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Mercator Simulation of Fukushima accident

Published on: Fri, 30/09/2011 - 08:33
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    High resolution Global system Mercator: PSY4

    The 1/12° global ocean system Mercator PSY4 has been operated at Mercator Océan since February 2011. This system produces weekly a 14-day hindcast and a 7-day forecast. In this area close to the Japanese coast, PSY4 has a horizontal resolution of 6-7 km which enables a good description of important eddies and current meanders. The system is run in real-time and assimilates continuously ocean observations (satellite and in-situ).The Kuroshio Current plays along the Japanese Eastern coast a role similar to the Gulf Stream in the Atlantic along the US coast: it can strongly advect the particles far East in the open ocean.

    The Kuroshio appears to be the boundary between two different zones: the cold and fresh waters coming from the Subarctic Gyre in the North, and the warm and salty subtropical waters in the South. Within the movie, the Kuroshio meanders appear in white.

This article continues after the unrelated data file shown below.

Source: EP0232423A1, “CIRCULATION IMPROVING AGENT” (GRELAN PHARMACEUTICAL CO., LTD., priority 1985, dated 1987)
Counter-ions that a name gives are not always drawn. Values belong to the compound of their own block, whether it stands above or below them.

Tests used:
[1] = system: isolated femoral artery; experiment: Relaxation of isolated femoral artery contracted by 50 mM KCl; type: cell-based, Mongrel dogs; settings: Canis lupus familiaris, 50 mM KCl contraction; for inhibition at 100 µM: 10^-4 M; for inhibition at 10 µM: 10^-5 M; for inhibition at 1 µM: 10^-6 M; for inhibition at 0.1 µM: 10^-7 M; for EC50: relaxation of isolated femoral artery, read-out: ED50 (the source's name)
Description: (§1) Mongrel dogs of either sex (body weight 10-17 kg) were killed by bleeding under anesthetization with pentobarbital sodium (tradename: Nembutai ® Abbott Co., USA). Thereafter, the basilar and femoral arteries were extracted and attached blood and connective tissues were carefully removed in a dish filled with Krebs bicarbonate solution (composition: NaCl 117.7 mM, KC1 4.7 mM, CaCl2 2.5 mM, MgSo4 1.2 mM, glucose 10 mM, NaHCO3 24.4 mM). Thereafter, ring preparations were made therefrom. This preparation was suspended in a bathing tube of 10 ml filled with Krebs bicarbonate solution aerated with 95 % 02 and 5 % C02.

Methodology

    We have been calculated the Lagrangian drift of water particles from the analysis provided by the system PSY4 since March 12, 2011. For that we coloured a set of water particles near the Fukushima nuclear power plant between 0 and 30m deep, and we followed their drift with a monthly update, this is done using the computational tool ARIANE1 (B. Blanke, S. Raynaud, 1997). For each update we start from the water particle positions of the previous simulation.

    Results

    The green square represents the location of the Fukushima nuclear power plant. The yellow dots represent the coloured water particles. The simulation shows that, from the accident until 31st August, the coastal currents carry the coloured particles along the Kuroshio Current with dispersion towards the North of the current and East of the basin. The water particle dispersion is more significant in energetic areas of the current, especially up to 160°E where eddies are intense. The water particles seemed to stay mostly in the area located North of the current, between 34 and 43°N, except until May. After that, we began to observe coloured particles in the area South of the current.